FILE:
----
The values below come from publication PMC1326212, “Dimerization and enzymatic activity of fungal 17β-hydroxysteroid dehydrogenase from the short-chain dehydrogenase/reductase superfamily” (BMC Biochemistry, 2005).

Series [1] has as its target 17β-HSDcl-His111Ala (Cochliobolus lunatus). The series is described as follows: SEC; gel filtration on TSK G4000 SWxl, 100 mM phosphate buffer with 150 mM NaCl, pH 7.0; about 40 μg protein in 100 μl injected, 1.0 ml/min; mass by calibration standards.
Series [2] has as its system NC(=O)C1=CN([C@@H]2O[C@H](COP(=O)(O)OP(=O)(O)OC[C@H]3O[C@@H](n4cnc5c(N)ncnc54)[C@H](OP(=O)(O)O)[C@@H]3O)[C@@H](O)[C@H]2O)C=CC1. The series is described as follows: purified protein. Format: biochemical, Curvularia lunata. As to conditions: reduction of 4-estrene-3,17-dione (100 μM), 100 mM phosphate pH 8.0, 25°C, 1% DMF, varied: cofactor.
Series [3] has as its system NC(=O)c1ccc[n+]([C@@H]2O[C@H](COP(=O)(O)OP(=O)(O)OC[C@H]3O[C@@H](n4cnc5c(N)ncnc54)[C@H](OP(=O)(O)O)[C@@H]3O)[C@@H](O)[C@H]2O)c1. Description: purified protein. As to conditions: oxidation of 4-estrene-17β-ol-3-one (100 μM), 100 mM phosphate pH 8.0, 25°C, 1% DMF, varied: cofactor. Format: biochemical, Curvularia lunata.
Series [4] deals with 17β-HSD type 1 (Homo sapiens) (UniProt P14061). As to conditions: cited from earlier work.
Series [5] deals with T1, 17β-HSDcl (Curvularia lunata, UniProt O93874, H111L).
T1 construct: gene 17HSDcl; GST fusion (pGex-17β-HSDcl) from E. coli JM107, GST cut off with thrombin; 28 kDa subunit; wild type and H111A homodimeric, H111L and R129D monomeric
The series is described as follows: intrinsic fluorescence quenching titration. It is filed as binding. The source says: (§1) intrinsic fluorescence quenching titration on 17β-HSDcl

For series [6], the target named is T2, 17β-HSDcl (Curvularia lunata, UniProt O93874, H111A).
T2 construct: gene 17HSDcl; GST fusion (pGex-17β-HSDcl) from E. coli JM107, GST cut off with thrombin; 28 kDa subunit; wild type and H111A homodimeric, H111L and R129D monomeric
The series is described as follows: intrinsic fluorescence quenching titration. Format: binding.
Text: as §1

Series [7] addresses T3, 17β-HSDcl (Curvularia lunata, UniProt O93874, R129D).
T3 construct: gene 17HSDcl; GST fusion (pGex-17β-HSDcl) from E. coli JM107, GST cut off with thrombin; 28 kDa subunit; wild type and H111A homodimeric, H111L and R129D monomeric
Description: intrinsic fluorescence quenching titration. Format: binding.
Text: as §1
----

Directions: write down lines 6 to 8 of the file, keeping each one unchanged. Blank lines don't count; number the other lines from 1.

Series [5] deals with T1, 17β-HSDcl (Curvularia lunata, UniProt O93874, H111L).
T1 construct: gene 17HSDcl; GST fusion (pGex-17β-HSDcl) from E. coli JM107, GST cut off with thrombin; 28 kDa subunit; wild type and H111A homodimeric, H111L and R129D monomeric
The series is described as follows: intrinsic fluorescence quenching titration. It is filed as binding. The source says: (§1) intrinsic fluorescence quenching titration on 17β-HSDcl